Many parents reading this might be feeling the urge to begin
expressing themselves creatively in some manner. Any tips
on where to start? How to get back in touch with that side
of your spirit in some form? Anything specifically for the
writer within?


Ami:
One of the really beautiful things that happened when we
started unschooling as a family was that I witnessed my
son re-learning how to 'play' throughout his entire day.
He went through a transition period (like most children who
are used to being in school all day) where he sat around like
lump, wondering 'what will I do today?' But it didn't take long
for him to realize that his time was his own...if he wanted to
read a book all day and well into the night, he could! If he
wanted to stare at an anthill for hours, he could! If he wanted
to pretend he was a tiger for three days straight, I
said, 'go get 'em, tiger.'

Curiosity and play go hand in hand, and I think sometimes
as adults we forget that. (We feel play is frivolous, time
wasted.) For me, my best ideas come after I engage in creative
activities. Anything from playing with patchwork pieces of cloth,
to looking for sea glass on the beach, to dancing with abandon
to my favourite music can help me break through to new ideas -
in my writing and in my life. Play kicks everything up a knotch
and keeps my ideas and my perspective from being flat. (I'm just
learning about ATC's and I'd say they are truly a beautiful
example of creative play!)

The other thing that has helped me in my journey as a writer
is practice. I began playing piano when I was five and wound
up in music school after high school. While I find rigorous,
enforced training can be stifling, I do think that the idea of
'practice' as a form of meditative commitment, can be a wonderful
thing. What I mean by this is that you have to allow yourself room
to practice your art (writing, music, preparing beautiful meals,
dancing, painting, woodworking, photography, etc.) on a regular
basis. Even if you have other work or life commitments and feel
that your art is a hobby, it's important to feed your creative soul...
consistently and passionately. If you make space for practice
(instead of shoving it into your life in a haphazzard way) your art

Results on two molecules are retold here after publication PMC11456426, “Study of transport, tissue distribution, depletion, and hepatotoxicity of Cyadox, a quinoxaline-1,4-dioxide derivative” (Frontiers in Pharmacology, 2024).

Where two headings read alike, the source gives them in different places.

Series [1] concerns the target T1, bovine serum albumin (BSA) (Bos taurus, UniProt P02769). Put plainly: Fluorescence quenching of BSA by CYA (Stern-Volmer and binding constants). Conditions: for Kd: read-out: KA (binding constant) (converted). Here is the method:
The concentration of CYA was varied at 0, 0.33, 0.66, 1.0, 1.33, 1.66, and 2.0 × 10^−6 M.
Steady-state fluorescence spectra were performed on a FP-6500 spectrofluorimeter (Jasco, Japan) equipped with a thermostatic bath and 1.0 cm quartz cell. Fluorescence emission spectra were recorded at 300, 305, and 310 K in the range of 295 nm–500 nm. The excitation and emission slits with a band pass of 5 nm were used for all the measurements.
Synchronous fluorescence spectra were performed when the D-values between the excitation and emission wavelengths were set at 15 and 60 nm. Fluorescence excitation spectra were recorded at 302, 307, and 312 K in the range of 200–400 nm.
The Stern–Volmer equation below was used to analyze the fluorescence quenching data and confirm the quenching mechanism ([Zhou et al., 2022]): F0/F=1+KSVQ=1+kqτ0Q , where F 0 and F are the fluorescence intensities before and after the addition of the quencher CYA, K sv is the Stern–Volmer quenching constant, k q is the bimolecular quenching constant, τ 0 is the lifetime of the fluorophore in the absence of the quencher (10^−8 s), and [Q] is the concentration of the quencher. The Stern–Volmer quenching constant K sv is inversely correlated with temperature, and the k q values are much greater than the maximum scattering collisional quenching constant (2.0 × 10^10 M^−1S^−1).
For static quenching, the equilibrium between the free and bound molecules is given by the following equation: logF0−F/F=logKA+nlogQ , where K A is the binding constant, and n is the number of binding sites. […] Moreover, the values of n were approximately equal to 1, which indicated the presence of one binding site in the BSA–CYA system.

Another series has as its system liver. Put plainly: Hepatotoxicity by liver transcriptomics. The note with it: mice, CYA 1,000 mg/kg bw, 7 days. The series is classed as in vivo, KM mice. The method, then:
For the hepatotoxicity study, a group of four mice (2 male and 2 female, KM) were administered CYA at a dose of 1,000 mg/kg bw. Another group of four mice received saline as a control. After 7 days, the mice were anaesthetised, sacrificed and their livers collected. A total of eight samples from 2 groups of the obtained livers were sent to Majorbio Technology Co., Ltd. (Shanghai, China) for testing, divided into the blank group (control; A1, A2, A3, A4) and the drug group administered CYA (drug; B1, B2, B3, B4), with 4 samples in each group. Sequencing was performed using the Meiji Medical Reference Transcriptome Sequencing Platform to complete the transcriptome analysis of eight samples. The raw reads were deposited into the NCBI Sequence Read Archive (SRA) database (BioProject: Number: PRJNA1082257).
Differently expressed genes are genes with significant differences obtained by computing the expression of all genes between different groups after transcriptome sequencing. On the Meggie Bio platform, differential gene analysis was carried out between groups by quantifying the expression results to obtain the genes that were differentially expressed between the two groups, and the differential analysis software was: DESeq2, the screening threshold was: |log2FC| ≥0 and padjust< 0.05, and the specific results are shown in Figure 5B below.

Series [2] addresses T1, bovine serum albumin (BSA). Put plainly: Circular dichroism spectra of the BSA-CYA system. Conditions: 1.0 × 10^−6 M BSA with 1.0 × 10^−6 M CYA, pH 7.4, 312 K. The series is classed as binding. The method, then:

will grow and you will grow with your art. Even if it's just an hour
a week!

When I first started making time for my writing, I would sit at my
desk and very little, if anything would happen. (Much like my son's
transition I mentioned earlier) But after awhile, I knew that the
time was mine and that it would be there, and that I was free to
do whatever I wanted with it. I chose to play.
~~~~~~~~~~~~~~~~~~~~~~~~~~~~~~~~~~~~~~~~~~~~~~~~~~~~~~~~~~~~~~~~~~~~~~~~~~~~~~~

Check back in for Part II of our interview and more of Ami's unique
brand of wisdom on Monday the 28th. Pour a cuppa tea and stay a while,
you're in good company!

4 Comments:

Blogger kelli said...

Awesome Ren!

How did you come across this opportunity, to interview her?

9:46 AM  
Blogger Veronika said...

Wonderful to read more about Ami... and great to be reminded of how important PLAY is esp. for us adults!!
:-)
Blessings, Veronika

10:13 AM  
Blogger Ren said...

Thanks for dropping by! I am a bit frustrated, as this blogsite has issues with layout after you publish a blog. I've edited to get all the words lined up, but it seems the edit hasn't shown up yet this morning. Argh to the tenth power.:)

Hopefully it will look nice and aligned shortly.

Kelli, I "met" Ami through an article she wrote for soulfulliving.com. Through the article, I started reading at her blog and found that she really spoke to my heart on many levels. I finally just wrote her and told her how much I enjoyed her article (something I've never done before) and she warmly responded.

It was a nice surprise to find out she was an unschooling mama! Anyhoo, get the book!! I'm enjoying it immensely.

10:26 AM  
Blogger diana said...

:::twilight zone music:::
Just before leaving town last week (to begin our Unschooling Travel Extravaganza), I was invited to attend a birth of a very new, very intensely connected friend's 2nd baby (beginning October-ish). The honor of being witness to yet another life transition, to be at both ends of Life's Spectrum in one year... oh, Ren, it just moves me beyond words!! Whatever I did to become so worthy - or better, if this is what I need to do to BE worthy - I'm glad to be right here, right now!!
Aaaaahhhhh! all this baby talk, I'm gonna catch the fever and then what?!?!
Much love!!

12:12 AM